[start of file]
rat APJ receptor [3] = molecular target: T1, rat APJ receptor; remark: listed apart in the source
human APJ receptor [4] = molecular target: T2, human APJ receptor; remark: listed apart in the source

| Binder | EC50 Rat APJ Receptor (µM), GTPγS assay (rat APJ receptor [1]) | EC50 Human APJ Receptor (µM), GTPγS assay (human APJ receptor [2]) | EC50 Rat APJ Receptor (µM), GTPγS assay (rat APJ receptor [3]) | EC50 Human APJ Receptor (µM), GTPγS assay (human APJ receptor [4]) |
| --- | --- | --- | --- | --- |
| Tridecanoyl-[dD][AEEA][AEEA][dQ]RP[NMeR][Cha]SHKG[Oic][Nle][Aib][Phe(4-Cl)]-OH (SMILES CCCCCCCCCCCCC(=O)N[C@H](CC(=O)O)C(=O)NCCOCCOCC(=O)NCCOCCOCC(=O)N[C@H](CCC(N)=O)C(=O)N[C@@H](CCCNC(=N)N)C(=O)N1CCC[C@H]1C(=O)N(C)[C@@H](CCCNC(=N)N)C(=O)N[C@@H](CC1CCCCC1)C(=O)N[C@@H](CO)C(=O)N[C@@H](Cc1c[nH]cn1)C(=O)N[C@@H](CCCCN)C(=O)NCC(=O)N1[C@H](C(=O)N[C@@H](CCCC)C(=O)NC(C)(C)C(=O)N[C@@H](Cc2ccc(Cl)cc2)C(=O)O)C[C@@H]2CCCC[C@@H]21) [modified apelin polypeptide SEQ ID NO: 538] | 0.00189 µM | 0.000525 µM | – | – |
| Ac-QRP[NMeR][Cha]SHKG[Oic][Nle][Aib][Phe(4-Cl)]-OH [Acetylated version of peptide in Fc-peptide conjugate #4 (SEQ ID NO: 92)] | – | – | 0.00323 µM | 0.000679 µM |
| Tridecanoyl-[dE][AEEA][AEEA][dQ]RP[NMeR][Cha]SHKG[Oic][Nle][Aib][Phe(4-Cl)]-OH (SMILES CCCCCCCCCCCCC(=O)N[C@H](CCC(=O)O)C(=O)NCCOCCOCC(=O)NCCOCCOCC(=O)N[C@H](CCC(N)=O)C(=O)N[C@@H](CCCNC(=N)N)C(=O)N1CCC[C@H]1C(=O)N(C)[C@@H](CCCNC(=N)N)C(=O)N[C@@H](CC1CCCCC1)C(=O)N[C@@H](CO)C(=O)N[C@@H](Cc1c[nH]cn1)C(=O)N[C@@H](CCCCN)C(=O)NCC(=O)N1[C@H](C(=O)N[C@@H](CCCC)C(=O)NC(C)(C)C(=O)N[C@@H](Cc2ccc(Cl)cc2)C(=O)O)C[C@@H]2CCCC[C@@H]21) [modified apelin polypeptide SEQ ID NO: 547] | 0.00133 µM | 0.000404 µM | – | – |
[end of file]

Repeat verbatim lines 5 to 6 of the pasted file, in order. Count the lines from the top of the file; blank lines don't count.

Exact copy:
| Tridecanoyl-[dD][AEEA][AEEA][dQ]RP[NMeR][Cha]SHKG[Oic][Nle][Aib][Phe(4-Cl)]-OH (SMILES CCCCCCCCCCCCC(=O)N[C@H](CC(=O)O)C(=O)NCCOCCOCC(=O)NCCOCCOCC(=O)N[C@H](CCC(N)=O)C(=O)N[C@@H](CCCNC(=N)N)C(=O)N1CCC[C@H]1C(=O)N(C)[C@@H](CCCNC(=N)N)C(=O)N[C@@H](CC1CCCCC1)C(=O)N[C@@H](CO)C(=O)N[C@@H](Cc1c[nH]cn1)C(=O)N[C@@H](CCCCN)C(=O)NCC(=O)N1[C@H](C(=O)N[C@@H](CCCC)C(=O)NC(C)(C)C(=O)N[C@@H](Cc2ccc(Cl)cc2)C(=O)O)C[C@@H]2CCCC[C@@H]21) [modified apelin polypeptide SEQ ID NO: 538] | 0.00189 µM | 0.000525 µM | – | – |
| Ac-QRP[NMeR][Cha]SHKG[Oic][Nle][Aib][Phe(4-Cl)]-OH [Acetylated version of peptide in Fc-peptide conjugate #4 (SEQ ID NO: 92)] | – | – | 0.00323 µM | 0.000679 µM |